Textile arts of the Indigenous peoples of the Americas

The textile arts of the Indigenous peoples of the Americas are decorative, utilitarian, ceremonial, or conceptual artworks made from plant, animal, or synthetic fibers by Indigenous peoples of the Americas.

Chancay culture tapestry featuring deer, 1000-1450 CE, Lombards Museum
Nivaclé textile pouch, collection of the AMNH

Textile arts and fiber arts include fabric that is flexible woven material, as well as felt, bark cloth, knitting, embroidery,[1] featherwork, skin-sewing, beadwork, and similar media. Textile arts are one of the earliest known industries.[1] Basketry is associated with textile arts.[2]

While humans have created textiles since the dawn of culture, many are fragile and disintegrate rapidly. Ancient textiles are preserved only by special environmental conditions. The oldest known textiles in the Americas are some early fiberwork found in Guitarrero Cave, Peru dating back to 10,100 to 9,080 BCE.[3]

The oldest known textiles in North America are twine and plain weave fabrics preserved in a peat pond at the Windover Archaeological Site in Florida, the earliest dating to 6,000 BCE.[4]

Cultural regionsEdit


An Inca quipu, or textile recording device

As previously mentioned, fragments of rope and textiles dating back between 12,100 and 11,080 years ago have been unearthed from Guitarrero Cave in Peru.[3] Because of the extremely dry conditions of the desert sands, twined textiles from the Norte Chico civilization in Peru have survived, dating back to 2500-1800 BCE.[5] Cotton and wool from alpaca, llamas, and vicuñas have been woven into elaborate textiles for thousands of years in the Andes and are still important parts of Quechua and Aymara culture today. Coroma in Antonio Quijarro Province, Bolivia is a major center for ceremonial textile production.[6] An Aymara elder from Coroma said, "In our sacred weavings are expressions of our philosophy, and the basis for our social organization... The sacred weavings are also important in differentiating one community, or ethnic group, from a neighboring group..."[7] Aguayos are clothes woven from camelid fibers with geometric designs that Andean women wear and use for carrying babies or goods.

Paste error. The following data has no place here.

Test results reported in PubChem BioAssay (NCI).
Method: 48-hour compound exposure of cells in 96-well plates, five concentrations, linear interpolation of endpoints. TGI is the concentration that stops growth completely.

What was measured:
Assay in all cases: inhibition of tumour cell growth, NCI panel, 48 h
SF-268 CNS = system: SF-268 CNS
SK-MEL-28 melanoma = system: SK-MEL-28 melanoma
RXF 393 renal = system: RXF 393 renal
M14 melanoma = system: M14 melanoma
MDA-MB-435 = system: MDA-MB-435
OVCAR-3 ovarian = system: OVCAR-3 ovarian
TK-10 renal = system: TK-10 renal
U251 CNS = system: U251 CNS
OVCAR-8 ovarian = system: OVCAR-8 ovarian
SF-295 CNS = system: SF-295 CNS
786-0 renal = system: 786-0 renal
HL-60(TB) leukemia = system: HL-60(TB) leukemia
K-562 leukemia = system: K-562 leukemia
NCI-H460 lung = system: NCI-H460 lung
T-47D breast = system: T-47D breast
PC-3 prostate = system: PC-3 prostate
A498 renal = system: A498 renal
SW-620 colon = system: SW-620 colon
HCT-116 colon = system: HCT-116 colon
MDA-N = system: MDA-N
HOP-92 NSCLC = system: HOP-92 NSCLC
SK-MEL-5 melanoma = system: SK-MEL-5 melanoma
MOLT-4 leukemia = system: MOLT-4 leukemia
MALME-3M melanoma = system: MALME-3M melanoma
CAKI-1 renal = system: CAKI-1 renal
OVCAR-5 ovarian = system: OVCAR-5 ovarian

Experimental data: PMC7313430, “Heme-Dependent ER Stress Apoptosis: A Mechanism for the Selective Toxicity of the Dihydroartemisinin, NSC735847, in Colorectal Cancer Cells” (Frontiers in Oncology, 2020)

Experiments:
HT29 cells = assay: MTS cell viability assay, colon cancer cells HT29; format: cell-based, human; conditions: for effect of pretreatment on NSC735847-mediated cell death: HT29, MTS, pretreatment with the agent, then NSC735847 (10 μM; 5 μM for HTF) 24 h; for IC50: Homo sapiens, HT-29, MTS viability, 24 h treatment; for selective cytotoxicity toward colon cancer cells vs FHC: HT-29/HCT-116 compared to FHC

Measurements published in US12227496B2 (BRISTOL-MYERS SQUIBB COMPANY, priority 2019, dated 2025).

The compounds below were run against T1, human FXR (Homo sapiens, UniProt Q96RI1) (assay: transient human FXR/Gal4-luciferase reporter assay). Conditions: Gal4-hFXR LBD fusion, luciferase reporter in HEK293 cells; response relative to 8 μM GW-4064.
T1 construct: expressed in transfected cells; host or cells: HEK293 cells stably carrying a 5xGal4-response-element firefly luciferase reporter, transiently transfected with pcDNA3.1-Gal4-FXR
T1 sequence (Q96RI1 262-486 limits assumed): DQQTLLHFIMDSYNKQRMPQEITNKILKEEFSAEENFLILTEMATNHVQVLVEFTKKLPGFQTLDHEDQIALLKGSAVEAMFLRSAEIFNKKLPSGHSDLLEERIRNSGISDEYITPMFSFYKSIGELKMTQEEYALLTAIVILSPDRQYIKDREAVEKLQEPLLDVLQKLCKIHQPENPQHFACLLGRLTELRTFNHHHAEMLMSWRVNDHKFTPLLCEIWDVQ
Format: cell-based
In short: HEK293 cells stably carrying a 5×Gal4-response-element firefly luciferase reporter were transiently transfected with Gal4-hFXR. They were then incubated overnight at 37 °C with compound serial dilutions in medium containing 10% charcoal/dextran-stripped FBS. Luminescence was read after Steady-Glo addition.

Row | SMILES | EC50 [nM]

Inca textiles

Awasaka was the most common grade of weaving produced by the Incas of all the ancient Peruvian textiles, this was the grade most commonly used in the production of Inca clothing. Awaska was made from llama or alpaca wool and had a high thread count (approximately 120 threads per inch). Thick garments made from awaska were worn as standard amongst the lower classes of the Andean highlands, while lighter cotton clothing was produced on the warmer coastal lowlands. Peruvian Pima cotton, as used by the Incas, is still regarded as one of the finest cottons available on today’s market.[8]

The finest Inca textiles were reserved for the nobility and royalty, including the emperor himself. This cloth, known as qompi, was of exceptionally high quality and required a specialized and state-run body of dedicated workers. Qompi was made from the finest materials available, alpaca, particularly baby alpaca, and vicuña wool were used to create elaborate and richly decorated items. As a result of their smoothness, Inca textiles made of vicuña fiber are described as "silk" by the first Spanish explorers. The finest Inca cloth had a thread count of more than 600 threads per inch, higher than that found in contemporaneous European textiles and not excelled anywhere in the world until the industrial revolution in the 19th century.[8]


Guna woman with molas, San Blas Islands, Panama.

Guna tribal members of Panama and Colombia are famous for their molas, cotton panels with elaborate geometric designs created by a reverse appliqué technique. Designs originated from traditional body art designs but today exhibit a wide range of influences, including pop culture. Two mola panels form the bodice of a blouse. When a Guna woman is tired of a blouse, she can disassemble it and sell the molas to art collectors.[9]


Mayan women have woven cotton with backstrap looms for centuries, creating items such as huipils or traditional blouses. Elaborate Maya textiles featured representations of animals, plants, and figures from oral history.[10] In modern times, weaving serves as both an art form and a source of income.[11] Organizing into weaving collectives have helped Mayan women earn better money for their work and greatly expand the reach of Mayan textiles in the world.

Southeastern WoodlandsEdit